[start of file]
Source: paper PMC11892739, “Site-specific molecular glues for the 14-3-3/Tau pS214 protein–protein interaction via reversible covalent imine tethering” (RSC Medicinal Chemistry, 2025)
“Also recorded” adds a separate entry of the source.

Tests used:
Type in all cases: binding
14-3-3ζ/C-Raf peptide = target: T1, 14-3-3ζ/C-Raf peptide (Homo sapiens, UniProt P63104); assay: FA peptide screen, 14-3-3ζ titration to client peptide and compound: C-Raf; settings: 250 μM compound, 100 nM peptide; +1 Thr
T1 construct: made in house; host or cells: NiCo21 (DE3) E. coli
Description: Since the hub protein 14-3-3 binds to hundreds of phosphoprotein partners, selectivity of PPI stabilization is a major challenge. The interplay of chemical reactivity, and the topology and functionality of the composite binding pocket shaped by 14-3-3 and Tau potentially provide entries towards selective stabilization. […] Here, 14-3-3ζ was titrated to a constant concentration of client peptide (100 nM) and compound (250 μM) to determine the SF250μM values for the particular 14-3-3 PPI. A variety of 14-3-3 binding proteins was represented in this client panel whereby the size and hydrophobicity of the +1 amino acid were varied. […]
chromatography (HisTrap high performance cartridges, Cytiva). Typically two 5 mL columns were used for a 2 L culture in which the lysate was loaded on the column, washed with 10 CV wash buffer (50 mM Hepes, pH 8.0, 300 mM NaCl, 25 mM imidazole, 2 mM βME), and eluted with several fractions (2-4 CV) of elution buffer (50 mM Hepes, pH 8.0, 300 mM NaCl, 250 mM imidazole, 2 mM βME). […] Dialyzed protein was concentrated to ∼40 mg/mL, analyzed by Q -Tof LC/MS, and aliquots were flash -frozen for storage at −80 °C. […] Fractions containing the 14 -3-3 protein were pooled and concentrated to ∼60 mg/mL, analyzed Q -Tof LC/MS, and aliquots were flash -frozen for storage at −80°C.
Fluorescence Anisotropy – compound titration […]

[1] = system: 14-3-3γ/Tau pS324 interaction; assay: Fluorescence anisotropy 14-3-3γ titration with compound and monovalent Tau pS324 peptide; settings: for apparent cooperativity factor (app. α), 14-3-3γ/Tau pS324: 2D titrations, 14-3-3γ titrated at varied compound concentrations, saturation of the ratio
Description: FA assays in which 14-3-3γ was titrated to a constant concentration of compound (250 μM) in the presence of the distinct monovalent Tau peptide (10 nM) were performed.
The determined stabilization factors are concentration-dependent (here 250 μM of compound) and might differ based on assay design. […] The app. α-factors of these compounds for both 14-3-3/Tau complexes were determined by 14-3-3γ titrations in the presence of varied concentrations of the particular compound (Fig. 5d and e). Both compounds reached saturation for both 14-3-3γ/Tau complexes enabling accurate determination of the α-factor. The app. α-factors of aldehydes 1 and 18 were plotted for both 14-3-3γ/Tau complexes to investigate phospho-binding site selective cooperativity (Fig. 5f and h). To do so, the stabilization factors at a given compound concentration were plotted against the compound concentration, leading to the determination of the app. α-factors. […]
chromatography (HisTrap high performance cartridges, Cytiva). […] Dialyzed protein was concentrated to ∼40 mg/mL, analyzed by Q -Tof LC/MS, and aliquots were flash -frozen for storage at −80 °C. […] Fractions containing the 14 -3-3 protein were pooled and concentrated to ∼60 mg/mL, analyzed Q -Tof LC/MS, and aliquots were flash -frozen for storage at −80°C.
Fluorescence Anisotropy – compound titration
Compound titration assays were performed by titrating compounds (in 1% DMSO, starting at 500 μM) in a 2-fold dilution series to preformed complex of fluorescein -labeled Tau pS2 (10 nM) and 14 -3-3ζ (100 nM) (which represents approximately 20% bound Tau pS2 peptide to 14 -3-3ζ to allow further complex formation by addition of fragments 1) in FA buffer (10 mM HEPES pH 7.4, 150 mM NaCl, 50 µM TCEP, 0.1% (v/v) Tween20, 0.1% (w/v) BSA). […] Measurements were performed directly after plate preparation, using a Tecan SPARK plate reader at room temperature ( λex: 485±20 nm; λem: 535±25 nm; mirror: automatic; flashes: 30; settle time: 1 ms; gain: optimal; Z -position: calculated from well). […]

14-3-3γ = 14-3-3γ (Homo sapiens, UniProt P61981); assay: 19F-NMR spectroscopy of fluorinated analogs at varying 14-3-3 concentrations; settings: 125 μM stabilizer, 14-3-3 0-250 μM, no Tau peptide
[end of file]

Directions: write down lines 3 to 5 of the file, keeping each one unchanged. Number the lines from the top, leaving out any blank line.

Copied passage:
Tests used:
Type in all cases: binding
14-3-3ζ/C-Raf peptide = target: T1, 14-3-3ζ/C-Raf peptide (Homo sapiens, UniProt P63104); assay: FA peptide screen, 14-3-3ζ titration to client peptide and compound: C-Raf; settings: 250 μM compound, 100 nM peptide; +1 Thr